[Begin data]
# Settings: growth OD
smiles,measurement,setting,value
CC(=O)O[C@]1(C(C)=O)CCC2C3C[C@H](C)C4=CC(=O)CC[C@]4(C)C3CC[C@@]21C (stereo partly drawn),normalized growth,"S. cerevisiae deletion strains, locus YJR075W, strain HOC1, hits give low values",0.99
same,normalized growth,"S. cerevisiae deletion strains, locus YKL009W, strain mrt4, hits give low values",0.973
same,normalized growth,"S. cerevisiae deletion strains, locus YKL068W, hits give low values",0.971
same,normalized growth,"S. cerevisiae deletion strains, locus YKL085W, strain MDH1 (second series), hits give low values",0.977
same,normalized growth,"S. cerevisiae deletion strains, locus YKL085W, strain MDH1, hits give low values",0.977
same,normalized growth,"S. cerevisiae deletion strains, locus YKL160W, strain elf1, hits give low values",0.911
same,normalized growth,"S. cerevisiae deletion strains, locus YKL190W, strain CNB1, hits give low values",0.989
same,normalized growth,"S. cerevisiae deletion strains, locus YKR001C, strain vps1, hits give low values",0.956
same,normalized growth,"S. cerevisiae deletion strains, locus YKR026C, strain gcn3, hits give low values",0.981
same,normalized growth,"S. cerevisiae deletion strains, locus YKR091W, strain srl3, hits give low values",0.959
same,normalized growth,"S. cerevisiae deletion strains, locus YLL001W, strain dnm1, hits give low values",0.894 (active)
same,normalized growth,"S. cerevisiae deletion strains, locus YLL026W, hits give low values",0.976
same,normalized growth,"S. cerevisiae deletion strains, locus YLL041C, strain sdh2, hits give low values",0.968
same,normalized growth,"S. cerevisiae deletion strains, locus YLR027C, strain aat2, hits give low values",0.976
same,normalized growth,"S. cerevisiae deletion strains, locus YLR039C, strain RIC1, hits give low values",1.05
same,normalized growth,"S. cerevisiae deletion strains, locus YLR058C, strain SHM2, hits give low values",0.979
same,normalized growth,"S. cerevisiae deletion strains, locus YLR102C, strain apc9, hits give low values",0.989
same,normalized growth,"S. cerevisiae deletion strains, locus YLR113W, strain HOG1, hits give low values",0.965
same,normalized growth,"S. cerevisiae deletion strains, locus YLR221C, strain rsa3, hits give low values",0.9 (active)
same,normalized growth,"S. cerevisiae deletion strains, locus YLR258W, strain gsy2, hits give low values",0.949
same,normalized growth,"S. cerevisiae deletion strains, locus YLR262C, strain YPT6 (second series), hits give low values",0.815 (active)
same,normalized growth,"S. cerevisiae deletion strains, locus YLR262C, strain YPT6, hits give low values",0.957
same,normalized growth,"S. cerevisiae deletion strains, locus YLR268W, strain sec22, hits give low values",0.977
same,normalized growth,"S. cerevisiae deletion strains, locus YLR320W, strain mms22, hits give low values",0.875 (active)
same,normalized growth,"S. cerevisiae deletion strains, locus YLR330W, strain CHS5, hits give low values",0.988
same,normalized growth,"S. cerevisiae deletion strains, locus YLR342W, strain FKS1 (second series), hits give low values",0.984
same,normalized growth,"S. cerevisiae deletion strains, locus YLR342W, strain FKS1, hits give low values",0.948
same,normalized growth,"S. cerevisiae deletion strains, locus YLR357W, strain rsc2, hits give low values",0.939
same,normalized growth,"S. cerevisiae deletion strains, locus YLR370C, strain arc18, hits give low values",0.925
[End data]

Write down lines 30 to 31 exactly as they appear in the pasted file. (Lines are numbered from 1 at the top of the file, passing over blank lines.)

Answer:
same,normalized growth,"S. cerevisiae deletion strains, locus YLR357W, strain rsc2, hits give low values",0.939
same,normalized growth,"S. cerevisiae deletion strains, locus YLR370C, strain arc18, hits give low values",0.925